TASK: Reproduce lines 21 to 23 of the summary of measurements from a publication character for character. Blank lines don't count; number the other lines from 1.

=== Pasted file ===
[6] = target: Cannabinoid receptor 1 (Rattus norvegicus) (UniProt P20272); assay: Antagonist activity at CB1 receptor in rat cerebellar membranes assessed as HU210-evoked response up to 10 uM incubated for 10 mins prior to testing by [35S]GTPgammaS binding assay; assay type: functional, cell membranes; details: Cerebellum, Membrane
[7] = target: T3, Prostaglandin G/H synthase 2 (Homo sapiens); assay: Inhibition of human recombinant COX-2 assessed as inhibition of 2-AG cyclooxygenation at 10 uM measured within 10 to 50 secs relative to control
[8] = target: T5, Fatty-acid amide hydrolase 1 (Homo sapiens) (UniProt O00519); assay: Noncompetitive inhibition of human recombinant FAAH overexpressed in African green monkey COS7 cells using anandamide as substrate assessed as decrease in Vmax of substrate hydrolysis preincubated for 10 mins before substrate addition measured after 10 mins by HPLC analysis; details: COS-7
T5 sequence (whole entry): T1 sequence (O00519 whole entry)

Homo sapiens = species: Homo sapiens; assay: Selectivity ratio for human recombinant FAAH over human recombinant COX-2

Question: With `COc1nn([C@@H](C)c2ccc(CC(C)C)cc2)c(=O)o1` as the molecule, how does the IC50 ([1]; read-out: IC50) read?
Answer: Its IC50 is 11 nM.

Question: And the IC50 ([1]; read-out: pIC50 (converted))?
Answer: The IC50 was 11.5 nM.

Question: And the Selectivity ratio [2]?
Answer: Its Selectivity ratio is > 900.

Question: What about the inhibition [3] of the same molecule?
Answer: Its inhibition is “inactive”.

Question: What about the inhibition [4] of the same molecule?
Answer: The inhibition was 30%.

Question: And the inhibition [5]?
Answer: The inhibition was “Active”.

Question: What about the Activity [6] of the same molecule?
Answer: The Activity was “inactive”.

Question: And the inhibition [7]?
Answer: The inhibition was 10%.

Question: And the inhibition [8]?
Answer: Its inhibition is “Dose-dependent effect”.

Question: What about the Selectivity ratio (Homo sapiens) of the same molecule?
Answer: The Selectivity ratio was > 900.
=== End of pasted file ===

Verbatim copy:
Answer: The inhibition was 10%.

Question: And the inhibition [8]?
Answer: Its inhibition is “Dose-dependent effect”.